The vasohibin family: A negative regulatory system of angiogenesis genetically programmed in endothelial cells

Yasufumi Sato, Hikaru Sonoda

Research output: Contribution to journalShort surveypeer-review

50 Citations (Scopus)

Abstract

Biological phenomena are under the precise control by the genome. For the regulation of angiogenesis, proangiogenic genes such as VEGFs and angiopoietins are highly conserved, act specifically on endothelial cells, and play a fundamental role. In this sense, nature should prepare specific antiangiogenic genes as well. However, this counterpart of genomic regulation of angiogenesis remains to be established. We recently isolated a novel endothelium-derived angiogenesis inhibitor and named it vasohibin. Vasohibin is dominantly expressed in endothelial cells, induced by the stimulation with VEGF or FGF-2, and selectively affects on endothelial cells and inhibits angiogenesis. Although the mechanism of how vasohibin inhibits angiogenesis remains to be elucidated, our discovery of vasohibin as an endothelium-derived VEGF-inducible angiogenesis inhibitor should shed light on the genomic basis of the negative regulation of angiogenesis.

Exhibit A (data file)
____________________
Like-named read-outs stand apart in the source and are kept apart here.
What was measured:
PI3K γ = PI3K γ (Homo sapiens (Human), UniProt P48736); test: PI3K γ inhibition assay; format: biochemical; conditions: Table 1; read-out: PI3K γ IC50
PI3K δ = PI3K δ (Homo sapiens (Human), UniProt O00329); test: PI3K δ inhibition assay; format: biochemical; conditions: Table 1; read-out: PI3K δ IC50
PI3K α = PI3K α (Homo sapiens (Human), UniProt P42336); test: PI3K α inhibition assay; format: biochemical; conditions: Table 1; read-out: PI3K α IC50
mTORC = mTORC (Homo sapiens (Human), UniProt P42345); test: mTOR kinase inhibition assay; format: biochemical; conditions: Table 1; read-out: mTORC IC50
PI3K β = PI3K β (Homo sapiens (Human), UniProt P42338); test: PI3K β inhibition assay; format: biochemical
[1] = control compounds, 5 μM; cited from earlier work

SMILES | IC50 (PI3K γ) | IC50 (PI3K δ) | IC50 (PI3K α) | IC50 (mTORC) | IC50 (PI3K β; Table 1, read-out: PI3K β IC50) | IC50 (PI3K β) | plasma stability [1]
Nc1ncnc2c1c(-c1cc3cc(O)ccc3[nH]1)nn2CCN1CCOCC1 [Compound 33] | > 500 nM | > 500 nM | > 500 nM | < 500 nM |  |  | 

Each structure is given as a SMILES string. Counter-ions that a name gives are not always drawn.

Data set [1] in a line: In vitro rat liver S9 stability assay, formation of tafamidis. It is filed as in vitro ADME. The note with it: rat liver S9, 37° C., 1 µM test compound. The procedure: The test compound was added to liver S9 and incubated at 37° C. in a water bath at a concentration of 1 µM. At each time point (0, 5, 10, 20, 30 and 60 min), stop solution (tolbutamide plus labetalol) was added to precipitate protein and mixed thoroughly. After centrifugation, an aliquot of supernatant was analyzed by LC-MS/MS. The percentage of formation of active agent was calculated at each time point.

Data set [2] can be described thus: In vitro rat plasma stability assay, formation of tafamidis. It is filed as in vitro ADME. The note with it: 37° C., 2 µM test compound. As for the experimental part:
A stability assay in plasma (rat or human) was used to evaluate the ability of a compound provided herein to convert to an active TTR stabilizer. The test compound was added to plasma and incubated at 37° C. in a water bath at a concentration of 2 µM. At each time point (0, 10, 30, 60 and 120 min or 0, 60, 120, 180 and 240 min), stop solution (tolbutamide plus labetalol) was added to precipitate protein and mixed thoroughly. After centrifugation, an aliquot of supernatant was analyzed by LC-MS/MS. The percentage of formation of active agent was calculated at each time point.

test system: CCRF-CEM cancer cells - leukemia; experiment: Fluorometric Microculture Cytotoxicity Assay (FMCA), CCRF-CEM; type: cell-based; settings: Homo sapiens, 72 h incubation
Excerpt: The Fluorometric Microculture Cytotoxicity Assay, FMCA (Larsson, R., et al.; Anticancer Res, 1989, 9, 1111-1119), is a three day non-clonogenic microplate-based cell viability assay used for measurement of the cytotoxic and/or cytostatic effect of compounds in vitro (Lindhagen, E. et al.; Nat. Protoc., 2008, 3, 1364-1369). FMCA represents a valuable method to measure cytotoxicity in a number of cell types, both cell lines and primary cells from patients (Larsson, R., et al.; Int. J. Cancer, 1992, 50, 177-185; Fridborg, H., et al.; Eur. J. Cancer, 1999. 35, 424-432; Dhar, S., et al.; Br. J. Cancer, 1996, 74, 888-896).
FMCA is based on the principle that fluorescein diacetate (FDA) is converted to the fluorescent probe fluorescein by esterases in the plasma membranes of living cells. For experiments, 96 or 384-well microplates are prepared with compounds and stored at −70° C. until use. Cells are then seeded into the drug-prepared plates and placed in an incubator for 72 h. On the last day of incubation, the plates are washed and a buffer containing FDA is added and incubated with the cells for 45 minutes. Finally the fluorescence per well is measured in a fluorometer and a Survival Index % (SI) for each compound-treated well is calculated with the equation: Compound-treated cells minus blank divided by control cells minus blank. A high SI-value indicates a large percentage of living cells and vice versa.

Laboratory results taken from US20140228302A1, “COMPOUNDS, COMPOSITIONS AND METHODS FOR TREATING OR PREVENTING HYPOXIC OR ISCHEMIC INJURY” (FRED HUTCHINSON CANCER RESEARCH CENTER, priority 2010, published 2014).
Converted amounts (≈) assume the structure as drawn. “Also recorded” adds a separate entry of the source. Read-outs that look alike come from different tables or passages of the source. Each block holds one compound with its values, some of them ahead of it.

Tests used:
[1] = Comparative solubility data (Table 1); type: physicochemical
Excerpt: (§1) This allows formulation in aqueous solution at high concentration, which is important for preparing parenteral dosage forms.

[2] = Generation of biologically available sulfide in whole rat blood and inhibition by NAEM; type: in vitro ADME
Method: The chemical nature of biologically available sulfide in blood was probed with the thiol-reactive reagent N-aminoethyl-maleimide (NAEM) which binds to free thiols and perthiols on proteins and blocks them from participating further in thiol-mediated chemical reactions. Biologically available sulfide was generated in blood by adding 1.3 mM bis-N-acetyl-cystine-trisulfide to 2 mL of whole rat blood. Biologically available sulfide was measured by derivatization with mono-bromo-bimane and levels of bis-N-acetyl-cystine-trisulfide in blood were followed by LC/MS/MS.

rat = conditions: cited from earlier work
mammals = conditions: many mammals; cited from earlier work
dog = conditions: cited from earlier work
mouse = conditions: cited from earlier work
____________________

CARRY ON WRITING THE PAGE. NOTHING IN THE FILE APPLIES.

Original languageEnglish
Pages (from-to)37-41
Number of pages5
JournalArteriosclerosis, thrombosis, and vascular biology
Volume27
Issue number1
DOIs
Publication statusPublished - 2007 Jan

Keywords

  • Angiogenesis inhibitor
  • Endothelial cell
  • Negative feedback
  • VEGF

ASJC Scopus subject areas

  • Cardiology and Cardiovascular Medicine

Fingerprint Dive into the research topics of 'The vasohibin family: A negative regulatory system of angiogenesis genetically programmed in endothelial cells'. Together they form a unique fingerprint.

Cite this